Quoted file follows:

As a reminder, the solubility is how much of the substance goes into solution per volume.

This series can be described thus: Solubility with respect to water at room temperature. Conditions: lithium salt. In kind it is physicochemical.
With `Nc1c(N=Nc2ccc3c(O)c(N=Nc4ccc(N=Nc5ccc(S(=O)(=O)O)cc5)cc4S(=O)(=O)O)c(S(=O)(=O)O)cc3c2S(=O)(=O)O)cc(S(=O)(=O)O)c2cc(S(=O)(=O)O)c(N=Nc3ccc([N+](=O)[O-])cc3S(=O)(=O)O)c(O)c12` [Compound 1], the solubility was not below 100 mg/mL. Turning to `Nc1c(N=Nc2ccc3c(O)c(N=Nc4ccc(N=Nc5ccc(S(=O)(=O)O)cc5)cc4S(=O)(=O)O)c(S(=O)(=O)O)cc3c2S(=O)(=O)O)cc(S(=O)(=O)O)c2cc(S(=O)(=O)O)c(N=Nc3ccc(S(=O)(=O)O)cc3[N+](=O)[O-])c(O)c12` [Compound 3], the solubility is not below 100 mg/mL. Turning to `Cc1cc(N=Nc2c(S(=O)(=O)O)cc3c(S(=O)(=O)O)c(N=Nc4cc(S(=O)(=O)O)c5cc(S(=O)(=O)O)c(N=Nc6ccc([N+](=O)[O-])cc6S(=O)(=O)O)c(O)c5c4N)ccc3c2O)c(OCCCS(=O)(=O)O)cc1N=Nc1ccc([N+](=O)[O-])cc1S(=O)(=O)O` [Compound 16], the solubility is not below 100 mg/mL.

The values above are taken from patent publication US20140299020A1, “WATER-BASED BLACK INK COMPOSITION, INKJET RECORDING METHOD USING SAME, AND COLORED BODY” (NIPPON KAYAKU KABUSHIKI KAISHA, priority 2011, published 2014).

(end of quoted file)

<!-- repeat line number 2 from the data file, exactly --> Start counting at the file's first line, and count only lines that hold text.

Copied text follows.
This series can be described thus: Solubility with respect to water at room temperature. Conditions: lithium salt. In kind it is physicochemical.